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Contents

 

Illustrations
Preface

Chapter 1: Origins (Bridgetown, 1793-1798)
Chapter 2: From Slave to Free (Bridgetown, 1801)
Chapter 3: From Christian to Jew (Suriname, 1811-12)
Chapter 4: The Tumultuous Island (Bridgetown, 1812-1817)
Chapter 5: Synagogue Seats (New York & Philadelphia, 1793-1818)
Chapter 6: The Material of Race (London, 1815-17)
Chapter 7: Voices of Rebellion (Bridgetown, 1818-24)
Chapter 8: A Woman Valor (New York, 1817-19)
Chapter 9: This Liberal City (Philadelphia, 1818-33)
Chapter 10: Feverish Love (New York, 1819-1830)
Chapter 11: When I am Gone (New York, Barbados, London, 1830-1847)
Chapter 12: Legacies (New York and Beyond, 1841-1860)


Epilogue
Appendix: Family Trees
Abbreviations
Bibliography
Notes

Once We Were Slaves

The Extraordinary Journey of a Multi-Racial Jewish Family

An obsessive genealogist and descendent of one of the most prominent Jewish families since the American Revolution, Blanche Moses firmly believed her maternal ancestors were Sephardic grandees. Yet she found herself at a dead end when it came to her grandmother’s maternal line. Using family heirlooms to unlock the mystery of Moses’s ancestors, Once We Were Slaves overturns the reclusive heiress’s assumptions about her family history to reveal that her grandmother and great-uncle, Sarah and Isaac Brandon, actually began their lives poor, Christian, and enslaved in Barbados. Tracing the siblings’ extraordinary journey throughout the Atlantic World, Leibman examines artifacts they left behind in Barbados, Suriname, London, Philadelphia, and, finally, New York, to show how Sarah and Isaac were able to transform themselves and their lives, becoming free, wealthy, Jewish, and—at times—white. While their affluence made them unusual, their story mirrors that of the largely forgotten population of mixed African and Jewish ancestry that constituted as much as ten percent of the Jewish communities in which the siblings lived, and sheds new light on the fluidity of race—as well as on the role of religion in racial shift—in the first half of the nineteenth century.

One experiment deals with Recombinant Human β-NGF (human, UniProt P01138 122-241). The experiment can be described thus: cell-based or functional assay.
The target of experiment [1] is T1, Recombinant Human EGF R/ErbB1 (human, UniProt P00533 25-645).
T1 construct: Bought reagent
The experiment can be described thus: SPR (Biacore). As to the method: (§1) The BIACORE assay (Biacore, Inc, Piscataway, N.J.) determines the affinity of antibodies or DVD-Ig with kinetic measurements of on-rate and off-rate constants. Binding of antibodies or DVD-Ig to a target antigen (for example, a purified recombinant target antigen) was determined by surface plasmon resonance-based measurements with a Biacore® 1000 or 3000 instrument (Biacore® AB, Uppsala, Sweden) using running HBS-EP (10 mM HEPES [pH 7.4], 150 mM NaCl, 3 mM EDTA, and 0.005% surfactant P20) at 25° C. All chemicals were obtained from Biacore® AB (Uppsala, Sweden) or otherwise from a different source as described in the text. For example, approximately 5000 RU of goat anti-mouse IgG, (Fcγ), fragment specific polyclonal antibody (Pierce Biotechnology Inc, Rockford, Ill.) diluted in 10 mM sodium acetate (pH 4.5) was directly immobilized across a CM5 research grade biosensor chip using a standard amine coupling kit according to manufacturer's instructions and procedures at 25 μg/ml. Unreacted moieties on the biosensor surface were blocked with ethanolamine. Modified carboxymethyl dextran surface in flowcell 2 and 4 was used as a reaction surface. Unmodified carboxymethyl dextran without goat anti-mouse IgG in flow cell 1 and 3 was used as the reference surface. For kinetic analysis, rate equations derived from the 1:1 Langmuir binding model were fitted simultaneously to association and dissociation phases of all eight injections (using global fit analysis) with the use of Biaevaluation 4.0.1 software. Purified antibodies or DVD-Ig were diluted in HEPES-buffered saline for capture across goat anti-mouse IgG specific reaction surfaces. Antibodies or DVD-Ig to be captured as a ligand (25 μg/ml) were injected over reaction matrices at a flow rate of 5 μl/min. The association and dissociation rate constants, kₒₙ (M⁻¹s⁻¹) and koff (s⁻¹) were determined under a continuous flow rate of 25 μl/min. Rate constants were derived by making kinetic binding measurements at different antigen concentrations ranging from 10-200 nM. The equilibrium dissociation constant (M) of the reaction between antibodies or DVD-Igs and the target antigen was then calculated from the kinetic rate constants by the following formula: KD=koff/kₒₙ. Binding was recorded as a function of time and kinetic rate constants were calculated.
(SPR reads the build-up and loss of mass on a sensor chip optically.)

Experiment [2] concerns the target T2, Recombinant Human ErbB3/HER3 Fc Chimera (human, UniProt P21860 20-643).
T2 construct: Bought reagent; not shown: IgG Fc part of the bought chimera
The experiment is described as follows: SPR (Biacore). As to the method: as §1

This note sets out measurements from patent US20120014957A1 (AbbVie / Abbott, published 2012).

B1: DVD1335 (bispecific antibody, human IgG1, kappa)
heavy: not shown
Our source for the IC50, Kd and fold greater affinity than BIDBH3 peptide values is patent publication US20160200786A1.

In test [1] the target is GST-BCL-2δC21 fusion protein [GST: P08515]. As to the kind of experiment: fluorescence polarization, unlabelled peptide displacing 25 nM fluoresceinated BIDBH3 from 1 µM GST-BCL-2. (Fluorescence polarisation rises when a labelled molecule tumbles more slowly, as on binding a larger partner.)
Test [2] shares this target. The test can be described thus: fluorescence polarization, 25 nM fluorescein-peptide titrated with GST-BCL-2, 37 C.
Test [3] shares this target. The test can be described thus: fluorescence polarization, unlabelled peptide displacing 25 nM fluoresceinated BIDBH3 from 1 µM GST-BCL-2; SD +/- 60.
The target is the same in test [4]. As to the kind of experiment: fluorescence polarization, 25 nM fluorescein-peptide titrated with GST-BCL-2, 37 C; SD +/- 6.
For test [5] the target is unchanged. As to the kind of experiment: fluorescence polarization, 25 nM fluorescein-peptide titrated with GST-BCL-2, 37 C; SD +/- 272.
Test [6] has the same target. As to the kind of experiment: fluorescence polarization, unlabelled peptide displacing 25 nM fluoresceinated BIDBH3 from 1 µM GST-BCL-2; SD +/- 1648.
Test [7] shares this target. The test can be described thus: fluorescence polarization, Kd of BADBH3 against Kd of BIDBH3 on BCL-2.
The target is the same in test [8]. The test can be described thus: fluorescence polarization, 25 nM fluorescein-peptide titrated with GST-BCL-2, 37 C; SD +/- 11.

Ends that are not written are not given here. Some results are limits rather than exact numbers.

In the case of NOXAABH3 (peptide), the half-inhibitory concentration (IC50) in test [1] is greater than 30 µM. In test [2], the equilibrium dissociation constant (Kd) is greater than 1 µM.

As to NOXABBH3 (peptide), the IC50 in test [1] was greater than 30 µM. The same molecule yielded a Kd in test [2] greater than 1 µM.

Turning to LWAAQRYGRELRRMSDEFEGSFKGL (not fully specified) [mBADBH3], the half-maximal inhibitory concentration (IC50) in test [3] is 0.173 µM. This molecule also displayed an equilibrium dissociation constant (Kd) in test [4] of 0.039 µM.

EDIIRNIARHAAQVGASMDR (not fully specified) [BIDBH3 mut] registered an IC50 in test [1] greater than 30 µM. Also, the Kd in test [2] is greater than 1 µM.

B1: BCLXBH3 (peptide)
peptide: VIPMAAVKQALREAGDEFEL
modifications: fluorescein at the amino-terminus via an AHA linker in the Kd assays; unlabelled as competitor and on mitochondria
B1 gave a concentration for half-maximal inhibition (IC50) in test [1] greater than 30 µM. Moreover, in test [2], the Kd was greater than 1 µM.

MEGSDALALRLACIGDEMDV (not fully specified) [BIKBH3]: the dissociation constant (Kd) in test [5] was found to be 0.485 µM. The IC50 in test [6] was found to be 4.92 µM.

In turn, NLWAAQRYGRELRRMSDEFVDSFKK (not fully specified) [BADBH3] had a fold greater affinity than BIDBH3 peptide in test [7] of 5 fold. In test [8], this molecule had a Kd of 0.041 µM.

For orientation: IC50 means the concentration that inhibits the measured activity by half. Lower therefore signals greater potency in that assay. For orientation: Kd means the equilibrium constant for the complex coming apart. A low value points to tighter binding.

Available August 2021 from Oxford University Press. Preorder now!

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What reviewers are saying:

“This is the history of an early American Jewish family made for our times, complete with extramarital sex, mixed race descendants, economic booms and busts, lies, cover‐ups, scandals, even a deadly epidemic. Award‐winning historian Laura Leibman spent a decade unraveling the mystery at the heart of Once We Were Slaves. What she discovered will change the way American Jewish history is written.”—Jonathan D. Sarna, University Professor and Joseph H. & Belle R. Braun Professor of American Jewish History, Brandeis University, and author of American Judaism: A History

 

“Marked by meticulous research and compelling writing, Once We Were Slaves provides new insight into the complex dynamics of race and religion in the early Americas. The fascinating story of Sarah and Isaac Brandon, set in the context of the worlds of people of mixed African and Jewish descent in the Atlantic world, highlights the diversity of early American Jewish communities and shows the shifting constraints and opportunities the siblings faced at the intersection of race and religion.”Judith Weisenfeld, Agate Brown and George L. Collord Professor of Religion, Princeton University, and author of New World A‐Coming: Black Religion and Racial Identity during the Great Migration

 

“Beautifully written, with clarity and unusual frankness, Once We Were Slaves: The Extraordinary Journey of a Multiracial Jewish Family is also an extraordinary text on the impact of colonialism on Jewish identity. The humanity, in its failures and triumphs, of every historical figure, especially the Afro-Jewish siblings Sarah and Isaac Brandon, is brought forth poignantly without melodrama in a model of historical storytelling in which the lives of each, in a word, matters. This is a book not only to be read, but re-read, time and again.”Lewis R. Gordon, Professor of Philosophy and Judaic  Studies and Contemporary Jewish Life, UCONN-Storrs, and author of Freedom, Justice, and Decolonization.